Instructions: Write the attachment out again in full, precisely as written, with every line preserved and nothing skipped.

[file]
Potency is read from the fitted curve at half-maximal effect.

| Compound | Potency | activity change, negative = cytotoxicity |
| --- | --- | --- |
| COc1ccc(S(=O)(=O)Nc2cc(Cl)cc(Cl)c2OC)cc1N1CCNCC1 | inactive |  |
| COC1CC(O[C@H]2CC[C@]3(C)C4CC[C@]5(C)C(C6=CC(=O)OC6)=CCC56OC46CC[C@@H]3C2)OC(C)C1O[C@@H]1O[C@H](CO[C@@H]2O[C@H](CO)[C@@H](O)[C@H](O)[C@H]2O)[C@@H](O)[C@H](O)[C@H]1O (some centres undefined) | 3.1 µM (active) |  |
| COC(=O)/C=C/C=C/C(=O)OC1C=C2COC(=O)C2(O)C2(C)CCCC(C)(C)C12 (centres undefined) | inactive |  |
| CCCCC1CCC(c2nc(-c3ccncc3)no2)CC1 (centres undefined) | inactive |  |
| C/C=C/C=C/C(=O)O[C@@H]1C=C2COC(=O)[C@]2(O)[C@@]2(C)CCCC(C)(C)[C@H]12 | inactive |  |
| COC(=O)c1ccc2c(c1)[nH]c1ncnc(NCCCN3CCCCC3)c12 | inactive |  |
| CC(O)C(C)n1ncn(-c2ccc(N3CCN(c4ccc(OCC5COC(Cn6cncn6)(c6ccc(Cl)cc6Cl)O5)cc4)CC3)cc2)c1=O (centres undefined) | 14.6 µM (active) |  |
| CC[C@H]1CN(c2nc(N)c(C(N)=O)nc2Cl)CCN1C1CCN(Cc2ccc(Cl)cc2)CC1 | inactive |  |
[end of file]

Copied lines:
Potency is read from the fitted curve at half-maximal effect.

| Compound | Potency | activity change, negative = cytotoxicity |
| --- | --- | --- |
| COc1ccc(S(=O)(=O)Nc2cc(Cl)cc(Cl)c2OC)cc1N1CCNCC1 | inactive |  |
| COC1CC(O[C@H]2CC[C@]3(C)C4CC[C@]5(C)C(C6=CC(=O)OC6)=CCC56OC46CC[C@@H]3C2)OC(C)C1O[C@@H]1O[C@H](CO[C@@H]2O[C@H](CO)[C@@H](O)[C@H](O)[C@H]2O)[C@@H](O)[C@H](O)[C@H]1O (some centres undefined) | 3.1 µM (active) |  |
| COC(=O)/C=C/C=C/C(=O)OC1C=C2COC(=O)C2(O)C2(C)CCCC(C)(C)C12 (centres undefined) | inactive |  |
| CCCCC1CCC(c2nc(-c3ccncc3)no2)CC1 (centres undefined) | inactive |  |
| C/C=C/C=C/C(=O)O[C@@H]1C=C2COC(=O)[C@]2(O)[C@@]2(C)CCCC(C)(C)[C@H]12 | inactive |  |
| COC(=O)c1ccc2c(c1)[nH]c1ncnc(NCCCN3CCCCC3)c12 | inactive |  |
| CC(O)C(C)n1ncn(-c2ccc(N3CCN(c4ccc(OCC5COC(Cn6cncn6)(c6ccc(Cl)cc6Cl)O5)cc4)CC3)cc2)c1=O (centres undefined) | 14.6 µM (active) |  |
| CC[C@H]1CN(c2nc(N)c(C(N)=O)nc2Cl)CCN1C1CCN(Cc2ccc(Cl)cc2)CC1 | inactive |  |